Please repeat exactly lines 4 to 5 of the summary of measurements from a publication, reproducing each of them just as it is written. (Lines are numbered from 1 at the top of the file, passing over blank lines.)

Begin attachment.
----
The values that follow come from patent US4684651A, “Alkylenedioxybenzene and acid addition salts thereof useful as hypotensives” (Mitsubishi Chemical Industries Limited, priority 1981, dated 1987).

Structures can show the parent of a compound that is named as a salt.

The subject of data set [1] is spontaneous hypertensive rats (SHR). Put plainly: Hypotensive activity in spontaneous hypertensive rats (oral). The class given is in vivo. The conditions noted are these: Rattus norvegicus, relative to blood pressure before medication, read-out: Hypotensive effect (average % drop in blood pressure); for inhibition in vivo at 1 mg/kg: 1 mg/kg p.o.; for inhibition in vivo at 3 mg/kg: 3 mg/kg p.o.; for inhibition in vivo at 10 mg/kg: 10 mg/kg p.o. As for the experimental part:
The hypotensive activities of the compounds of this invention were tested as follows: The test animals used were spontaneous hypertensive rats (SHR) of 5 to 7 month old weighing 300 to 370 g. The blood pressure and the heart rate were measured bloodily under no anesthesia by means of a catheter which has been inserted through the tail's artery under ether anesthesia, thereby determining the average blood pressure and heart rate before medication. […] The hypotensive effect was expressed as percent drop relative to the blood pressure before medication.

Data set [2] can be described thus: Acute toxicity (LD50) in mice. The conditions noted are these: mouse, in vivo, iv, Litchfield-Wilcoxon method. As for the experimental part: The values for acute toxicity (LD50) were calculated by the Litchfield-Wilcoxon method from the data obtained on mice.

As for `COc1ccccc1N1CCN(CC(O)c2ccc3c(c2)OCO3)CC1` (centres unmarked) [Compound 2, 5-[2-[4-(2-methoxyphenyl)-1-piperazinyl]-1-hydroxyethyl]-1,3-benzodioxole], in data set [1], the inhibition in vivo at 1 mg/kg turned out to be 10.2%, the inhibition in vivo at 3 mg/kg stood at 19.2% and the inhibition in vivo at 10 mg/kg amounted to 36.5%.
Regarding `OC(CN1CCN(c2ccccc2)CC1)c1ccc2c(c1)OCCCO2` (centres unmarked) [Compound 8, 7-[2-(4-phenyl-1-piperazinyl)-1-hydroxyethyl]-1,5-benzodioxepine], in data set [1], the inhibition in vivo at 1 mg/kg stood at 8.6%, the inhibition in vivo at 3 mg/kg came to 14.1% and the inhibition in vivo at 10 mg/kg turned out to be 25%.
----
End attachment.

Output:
The hypotensive activities of the compounds of this invention were tested as follows: The test animals used were spontaneous hypertensive rats (SHR) of 5 to 7 month old weighing 300 to 370 g. The blood pressure and the heart rate were measured bloodily under no anesthesia by means of a catheter which has been inserted through the tail's artery under ether anesthesia, thereby determining the average blood pressure and heart rate before medication. […] The hypotensive effect was expressed as percent drop relative to the blood pressure before medication.

Data set [2] can be described thus: Acute toxicity (LD50) in mice. The conditions noted are these: mouse, in vivo, iv, Litchfield-Wilcoxon method. As for the experimental part: The values for acute toxicity (LD50) were calculated by the Litchfield-Wilcoxon method from the data obtained on mice.